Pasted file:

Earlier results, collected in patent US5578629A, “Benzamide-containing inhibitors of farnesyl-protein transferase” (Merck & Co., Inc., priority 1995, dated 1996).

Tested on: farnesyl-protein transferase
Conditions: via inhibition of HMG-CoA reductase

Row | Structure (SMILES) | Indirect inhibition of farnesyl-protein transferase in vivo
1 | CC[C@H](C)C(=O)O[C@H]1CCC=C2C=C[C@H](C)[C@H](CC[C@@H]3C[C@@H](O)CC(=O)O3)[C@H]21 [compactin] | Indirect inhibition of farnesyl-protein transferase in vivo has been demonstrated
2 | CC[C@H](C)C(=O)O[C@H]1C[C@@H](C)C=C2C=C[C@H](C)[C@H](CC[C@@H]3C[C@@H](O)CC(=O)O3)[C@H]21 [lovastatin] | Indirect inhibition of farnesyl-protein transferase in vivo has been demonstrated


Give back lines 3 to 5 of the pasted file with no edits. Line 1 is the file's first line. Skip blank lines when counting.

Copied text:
Conditions: via inhibition of HMG-CoA reductase

Row | Structure (SMILES) | Indirect inhibition of farnesyl-protein transferase in vivo
1 | CC[C@H](C)C(=O)O[C@H]1CCC=C2C=C[C@H](C)[C@H](CC[C@@H]3C[C@@H](O)CC(=O)O3)[C@H]21 [compactin] | Indirect inhibition of farnesyl-protein transferase in vivo has been demonstrated